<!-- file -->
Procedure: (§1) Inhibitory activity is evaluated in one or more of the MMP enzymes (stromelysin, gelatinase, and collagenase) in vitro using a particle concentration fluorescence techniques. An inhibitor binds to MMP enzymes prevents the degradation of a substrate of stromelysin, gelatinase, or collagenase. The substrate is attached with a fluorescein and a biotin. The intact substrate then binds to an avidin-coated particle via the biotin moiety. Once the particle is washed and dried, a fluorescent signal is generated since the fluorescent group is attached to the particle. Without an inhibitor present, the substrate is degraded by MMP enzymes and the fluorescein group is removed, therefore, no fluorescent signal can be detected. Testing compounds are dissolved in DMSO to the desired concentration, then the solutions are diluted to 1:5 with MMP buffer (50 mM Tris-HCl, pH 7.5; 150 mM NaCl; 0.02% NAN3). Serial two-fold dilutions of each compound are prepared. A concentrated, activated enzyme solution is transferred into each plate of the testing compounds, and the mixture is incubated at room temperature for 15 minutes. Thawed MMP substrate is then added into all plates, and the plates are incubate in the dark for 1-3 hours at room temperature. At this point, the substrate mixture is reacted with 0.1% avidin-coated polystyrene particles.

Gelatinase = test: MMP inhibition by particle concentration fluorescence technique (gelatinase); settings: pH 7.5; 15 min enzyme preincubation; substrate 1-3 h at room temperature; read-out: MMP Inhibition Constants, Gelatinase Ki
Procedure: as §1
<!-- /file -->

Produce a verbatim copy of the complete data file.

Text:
Procedure: (§1) Inhibitory activity is evaluated in one or more of the MMP enzymes (stromelysin, gelatinase, and collagenase) in vitro using a particle concentration fluorescence techniques. An inhibitor binds to MMP enzymes prevents the degradation of a substrate of stromelysin, gelatinase, or collagenase. The substrate is attached with a fluorescein and a biotin. The intact substrate then binds to an avidin-coated particle via the biotin moiety. Once the particle is washed and dried, a fluorescent signal is generated since the fluorescent group is attached to the particle. Without an inhibitor present, the substrate is degraded by MMP enzymes and the fluorescein group is removed, therefore, no fluorescent signal can be detected. Testing compounds are dissolved in DMSO to the desired concentration, then the solutions are diluted to 1:5 with MMP buffer (50 mM Tris-HCl, pH 7.5; 150 mM NaCl; 0.02% NAN3). Serial two-fold dilutions of each compound are prepared. A concentrated, activated enzyme solution is transferred into each plate of the testing compounds, and the mixture is incubated at room temperature for 15 minutes. Thawed MMP substrate is then added into all plates, and the plates are incubate in the dark for 1-3 hours at room temperature. At this point, the substrate mixture is reacted with 0.1% avidin-coated polystyrene particles.

Gelatinase = test: MMP inhibition by particle concentration fluorescence technique (gelatinase); settings: pH 7.5; 15 min enzyme preincubation; substrate 1-3 h at room temperature; read-out: MMP Inhibition Constants, Gelatinase Ki
Procedure: as §1